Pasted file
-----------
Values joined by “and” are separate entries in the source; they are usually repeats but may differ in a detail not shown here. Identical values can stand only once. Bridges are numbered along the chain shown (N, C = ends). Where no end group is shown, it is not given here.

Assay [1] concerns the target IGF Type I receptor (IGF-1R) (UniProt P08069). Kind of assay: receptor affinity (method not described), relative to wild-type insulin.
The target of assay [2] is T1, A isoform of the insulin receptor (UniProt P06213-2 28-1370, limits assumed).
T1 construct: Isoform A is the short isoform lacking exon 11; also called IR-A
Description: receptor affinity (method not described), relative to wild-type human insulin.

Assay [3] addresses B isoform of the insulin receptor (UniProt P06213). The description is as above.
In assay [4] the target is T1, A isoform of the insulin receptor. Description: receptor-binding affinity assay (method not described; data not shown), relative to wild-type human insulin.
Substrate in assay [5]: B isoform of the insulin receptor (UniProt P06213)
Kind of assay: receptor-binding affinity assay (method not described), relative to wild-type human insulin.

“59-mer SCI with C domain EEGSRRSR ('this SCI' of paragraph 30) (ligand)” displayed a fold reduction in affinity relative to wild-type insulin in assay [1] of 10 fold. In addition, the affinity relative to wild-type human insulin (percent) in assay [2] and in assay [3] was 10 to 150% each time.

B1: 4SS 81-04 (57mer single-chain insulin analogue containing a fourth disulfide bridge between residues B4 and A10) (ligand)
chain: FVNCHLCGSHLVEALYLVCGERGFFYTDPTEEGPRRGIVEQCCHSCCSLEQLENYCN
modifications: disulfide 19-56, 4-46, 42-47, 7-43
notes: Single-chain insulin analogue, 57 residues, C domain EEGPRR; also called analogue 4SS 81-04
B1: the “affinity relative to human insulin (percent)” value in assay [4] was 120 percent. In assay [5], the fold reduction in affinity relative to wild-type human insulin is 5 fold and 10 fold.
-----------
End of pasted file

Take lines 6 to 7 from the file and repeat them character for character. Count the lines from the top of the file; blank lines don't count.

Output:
Assay [3] addresses B isoform of the insulin receptor (UniProt P06213). The description is as above.
In assay [4] the target is T1, A isoform of the insulin receptor. Description: receptor-binding affinity assay (method not described; data not shown), relative to wild-type human insulin.